(or what NOT to do on location)
Directing Factual Television is not all slurping coffee and shouting “Action” from the warmth of your hire car. Well not all the time.
Of course there’s scripting, logistics and deciding on the look. But mostly it’s herding contributors.. dealing with conflicting egos… coping with the weather.
So how to make it all go smoothly? Here’s my Television Directing Top Seven* list of things NOT to do.
1- Shout (or scream hysterically) : “I’m the Director!”
(and the implicit : “Do as I say!!!”)
The Director is the boss. You are in charge of everything. The location, the budget, the look on camera, safety, what time we break for lunch, oh and the script. BUT if you ever have to tell everyone you are the boss… say it out loud… then you have lost it. They will look at you. And inside they will have no respect.
2- Ask a presenter to re-take a PTC 12 times.
If they can’t get it after the first four or five, they probably never will. Maybe it’s something about the words that needs to change to help them. Maybe change the walk or the backdrop. Maybe they just have something else on their mind. Whatever.
I think it’s Neuro-Linguistic Programming, that says if you keep repeating a “failed” action, you are effectively training your brain to keep doing it that way. Same applies to a tennis serve, or playing a tricky piano score. Best take a break, change something about the approach and freshen it up.
Also. Think how demoralising it must be for the presenter to be humiliated a dozen times 😉 And how negative they will feel when they come to do the next PTC.
3- Drag everyone out in the rain.
(and force them to do whatever you had planned…)
A few years ago I travelled 140 miles to shoot some pick-ups with a family on their small holding. Mum could dig out the duck pond. The kids could find eggs laid under hedges by their free range chickens. You get the picture.
When I got there it was pouring with rain. Stair-rods. You couldn’t stand in it for two minutes without getting soaked. But I’d travelled all that way, and I needed the shots. Yup. It’s TV and I’m the Director! I got the family to put on their wet weather gear and take it in turns to do their activities while I filmed.
Got back to the edit to view the rushes. They all looked miserable and drowned. Never used a single frame.
4- Over-run and miss lunch.
Seriously. Scheduling a lunch break at 12.30, and then over-running to 3.30pm. It’s a worse crime than not scheduling one in the first place. Let’s face it camera crews, and often presenters, work well not just when they are fed. But when they KNOW what time they will be fed.
I was due to Direct a short film for a BBC programme, with a presenter I’d never met before. The day before the shoot, there was a row between the presenter’s agent and my Series Producer. The agent was demanding a one-hour lunch break on every filming day because the “stroppy” presenter had complained. I had a really full day planned, and a whole hour for lunch would really scupper the shoot. Plus most of us would rather have a quick bite to eat and get on with the work. So this looked like a painful day ahead.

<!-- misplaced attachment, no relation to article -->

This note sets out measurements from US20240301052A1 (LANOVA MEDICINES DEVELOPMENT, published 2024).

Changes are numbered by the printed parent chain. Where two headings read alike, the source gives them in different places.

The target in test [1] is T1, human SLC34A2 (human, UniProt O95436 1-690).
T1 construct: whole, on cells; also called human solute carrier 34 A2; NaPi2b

Then I heard the presenter’s side. The previous director promised lunch at 12.30. But they filmed through…then drove to a new location …and filmed some more. It got to 3.30 and still no food. The presenter was starving. And not surprisingly annoyed.
Communication maybe? Ten minutes for a supermarket sandwich and an apology would have sorted it.
5 – Think you can do everything:
I once went on a course in managing yourself… run by a former builder. He told a simple story of a bad manager, who oversaw construction of 12 new houses. On the grand opening day, they realised the toilets in three show houses were not working properly, and the plumber had left. Luckily our manager knew how to fix them and he spent the day doing so. So when the Mayor and dignitaries arrived they were greeted by a sweaty man, in filthy clothes who claimed to be the site manager…
6 – Be afraid to make Ben Hur:
“We’re not making flamin’ Ben Hur” was an oft repeated jibe from one mainstream presenter when he thought his director was taking too long over particularly arty shots, or PTC set-ups. Fiddling with the set dressing. Rehearsing camera moves. Sure it’s not Ben Hur – but it’s YOUR film. And sometimes you need to pull out all the stops to make it work. The director decides how much material they need, and how much pizzazz to put into each shot. So don’t let ANY hurry-hurry people put you off your stride.
7 – Duck decisions:
Good directing means making decisions. And getting on with it. You’re the team leader. You need the whole team to believe you know what you are doing. Even when you don’t. It’s no good wavering over locations for PTCs, or re-taking an interview because you can’t decide if it should be standing still, walking or seated. You might ask a good professional (camera op for example) for their input. But you certainly don’t keep phoning the Producer. Make a decision. Lead the team. You will make mistakes. But no-on will die.
*It’s just a list. Not definitive. If you have other faves please leave a comment below.
Coming soon: I’d love to discuss the ethics of contributor consent in factual TV. What is “rolling consent” and when should you let contribs view a programme before transmission (if at all).
Same Time. Same Channel.